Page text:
Plantar Fasciitis & Back Pain
Plantar fasciitis is the most commonly occurring heel pain seen in runners, obese people and pregnant women. The thick band of tissues in the bottom of your feet get inflamed, causing pain. The heel pain is usually felt on the inside of the heel. The pain is also felt along the arch of the feet and along the border of the heel. You feel a stabbing pain, especially, in the morning as the plantar fascia tightens up. The pain reduces as the tissues stretch, but it may worsen if you stand, walk or run. This condition is seen in athletes, dancers and jumpers.
Heel pain is usually felt in two main sections of the heel, under the heel and in the back of the heel. In most cases, when people suffer from pain in the back of the heel it is related to overuse or inflammation of the Achilles tendon. When people suffer from plantar fasciitis pain, it can be caused by a person stepping on a large stone or rock which bruises the heel, or it can be caused by inflammation of the plantar fascia. A heel that is hurt by a sharp object will heal on its own over time.
Is there a difference between Plantar Fasciitis and heel spurs? While there is a difference between the two conditions, they are related. Plantar fasciitis is a condition where the thick tissue on the bottom or your foot becomes irritated and swollen. Plantar Fasciitis means inflammation of your plantar fascia. The plantar fascia is tissue that holds up the bones on the bottom of your foot. When you have this condition you usually feel pain in the bottom or your heel. This may be due to arch problems. When your plantar fascia pulls away from the heel, calcium deposits can form there.
Pain can sometimes cause a lot more than just discomfort. It can often significantly impact daily activities since any weight placed on the affected area can deliver serious pain which can prevent you from doing daily activities and exercise. Plantar fasciitis causes an aching pain that can be localized in the heel, but also radiate throughout the foot. In most cases, pain is most noticeable and serious in the morning when getting out of bed, or after standing up after prolonged sitting. This is because pain in the inflamed area subsides after the plantar fascia relaxes.
An easy home exercise for plantar fasciitis involves the use of a tennis ball or any small ball that is comfortable to use on the bottom of the foot. The exercise is performed by placing the bottom of the foot on top of the ball and gently rolling the ball back and forth. This is thought to massage the muscles and stretch the muscles along the sole of the foot to relieve tension. This can be performed while seated or standing while holding on the a wall or chair. The exercise can be performed for 30 seconds to a minute at a time followed by a period of rest.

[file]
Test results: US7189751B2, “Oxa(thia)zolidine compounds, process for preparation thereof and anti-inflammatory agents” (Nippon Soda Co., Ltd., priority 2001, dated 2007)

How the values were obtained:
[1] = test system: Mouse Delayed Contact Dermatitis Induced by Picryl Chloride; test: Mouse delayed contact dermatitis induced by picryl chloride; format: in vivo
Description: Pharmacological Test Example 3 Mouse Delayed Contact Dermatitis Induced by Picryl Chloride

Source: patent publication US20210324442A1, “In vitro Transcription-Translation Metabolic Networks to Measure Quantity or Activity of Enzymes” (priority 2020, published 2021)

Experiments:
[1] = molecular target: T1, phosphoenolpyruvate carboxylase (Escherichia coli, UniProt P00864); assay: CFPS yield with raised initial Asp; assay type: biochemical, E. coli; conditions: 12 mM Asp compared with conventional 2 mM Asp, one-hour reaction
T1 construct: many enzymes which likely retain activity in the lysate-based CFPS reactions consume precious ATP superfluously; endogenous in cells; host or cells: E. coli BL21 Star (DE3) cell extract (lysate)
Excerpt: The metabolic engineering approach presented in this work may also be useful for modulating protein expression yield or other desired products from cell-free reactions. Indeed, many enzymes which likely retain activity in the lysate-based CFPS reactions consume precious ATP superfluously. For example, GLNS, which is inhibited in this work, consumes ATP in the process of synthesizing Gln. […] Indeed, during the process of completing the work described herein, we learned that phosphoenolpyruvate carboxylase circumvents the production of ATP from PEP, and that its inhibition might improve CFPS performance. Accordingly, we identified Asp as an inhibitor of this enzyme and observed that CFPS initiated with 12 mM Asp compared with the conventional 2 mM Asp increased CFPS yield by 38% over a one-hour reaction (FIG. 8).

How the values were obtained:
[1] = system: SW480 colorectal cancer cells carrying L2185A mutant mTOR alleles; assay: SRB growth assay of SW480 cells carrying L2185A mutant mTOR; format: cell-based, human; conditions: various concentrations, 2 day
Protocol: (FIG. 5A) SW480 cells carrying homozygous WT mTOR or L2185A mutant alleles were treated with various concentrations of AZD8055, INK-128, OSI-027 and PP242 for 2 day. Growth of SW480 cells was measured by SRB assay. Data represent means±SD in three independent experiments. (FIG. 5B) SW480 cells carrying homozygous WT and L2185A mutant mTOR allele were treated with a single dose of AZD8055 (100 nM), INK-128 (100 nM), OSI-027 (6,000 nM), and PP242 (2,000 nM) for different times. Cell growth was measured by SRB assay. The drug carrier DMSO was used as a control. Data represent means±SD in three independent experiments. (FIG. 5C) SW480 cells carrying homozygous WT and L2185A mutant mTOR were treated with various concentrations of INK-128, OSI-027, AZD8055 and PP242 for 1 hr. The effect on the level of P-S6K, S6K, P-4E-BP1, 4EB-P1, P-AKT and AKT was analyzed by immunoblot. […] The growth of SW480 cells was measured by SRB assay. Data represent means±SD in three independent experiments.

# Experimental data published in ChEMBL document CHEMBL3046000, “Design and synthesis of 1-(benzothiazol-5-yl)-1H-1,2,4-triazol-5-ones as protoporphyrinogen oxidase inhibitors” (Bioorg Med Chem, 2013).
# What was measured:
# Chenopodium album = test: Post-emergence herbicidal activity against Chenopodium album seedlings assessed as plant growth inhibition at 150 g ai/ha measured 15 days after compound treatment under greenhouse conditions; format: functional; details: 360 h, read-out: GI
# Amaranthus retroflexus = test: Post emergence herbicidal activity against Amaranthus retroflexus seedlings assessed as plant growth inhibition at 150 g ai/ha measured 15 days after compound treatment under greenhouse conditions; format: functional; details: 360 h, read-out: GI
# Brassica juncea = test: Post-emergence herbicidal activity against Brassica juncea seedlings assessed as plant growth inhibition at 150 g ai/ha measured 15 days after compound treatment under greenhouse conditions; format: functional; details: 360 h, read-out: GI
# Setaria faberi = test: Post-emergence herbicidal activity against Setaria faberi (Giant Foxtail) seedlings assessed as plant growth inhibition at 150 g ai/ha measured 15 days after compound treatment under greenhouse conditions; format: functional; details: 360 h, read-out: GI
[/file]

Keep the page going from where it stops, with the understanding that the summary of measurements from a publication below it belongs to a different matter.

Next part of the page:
The plantar fascia is a thick fibrous band of connective tissue originating on the bottom surface of the calcaneus (heel bone) and extending along the sole of the foot towards the toes It has been reported that plantar fasciitis occurs in two million Americans a year and in 10% of the U.S. population over a lifetime. Another symptom is that the sufferer has difficulty bending the foot so that the toes are brought toward the shin (decreased dorsiflexion of the ankle ). A symptom commonly recognized among sufferers of plantar fasciitis is an increased probability of knee pains, especially among runners Diagnosis edit.
The two muscles that we call the calves (Gastrocnemius and Soleus) attach to the heel via the Achilles Tendon. The Achilles Tendon wraps over the heel bone where it then becomes the Plantar Fascia. The Plantar fascia stretches across the bottom of the foot to the base of your toes. While we may think of these muscles and tendons as separate tissue structures , you can see by the picture that these structures are not separate They are one continuous fascial tissue structure. So you can imagine that tension in one will affect each of the others.
Other effective techniques include use of a slant board ( Figure 3 ) or placing a two-inch × four-inch piece of wood ( Figure 4 ) in areas where the patient stands for a prolonged time (e.g., workplaces, kitchen or stoves) to use in stretching the calf. Dynamic stretches such as rolling the foot arch over a 15-oz size can or a tennis ball are also useful ( Figure 5 ) Cross-friction massage above the plantar fascia ( Figure 6 ) and towel stretching ( Figure 7 ) may be done before getting out of bed and serve to stretch the plantar fascia.
Why is this exercise valuable? The muscles of the feet require good strength to control the forces associated with landing on the ground during the running stride. This toe-walking exercise helps to develop the eccentric (support) strength and mobility in the muscles of the foot and calf, as well as the plantar fascia and Achilles tendon (eccentric strength means hardiness as these structures are being stretched out). The exercise also works the foot and ankle through a broad range of motion, especially for the foot which is bearing weight on the ball and toes while the ankle is extended (is in plantar flexion).
If you happen to strain or even injure your Plantar Fascia, you will know due to the fact Plantar Fasciitis is an extremely painful affliction of the feet. The Plantar Fascia is the muscle that runs from the heel to the ball of the foot. When this muscle is over-stressed or possibly been injured, when you first try to get out of bed each morning you will experience a new volume of pain. When you were lying down, the torn muscles have already contracted and when you attempt to walk after waking up, they get stretched suddenly.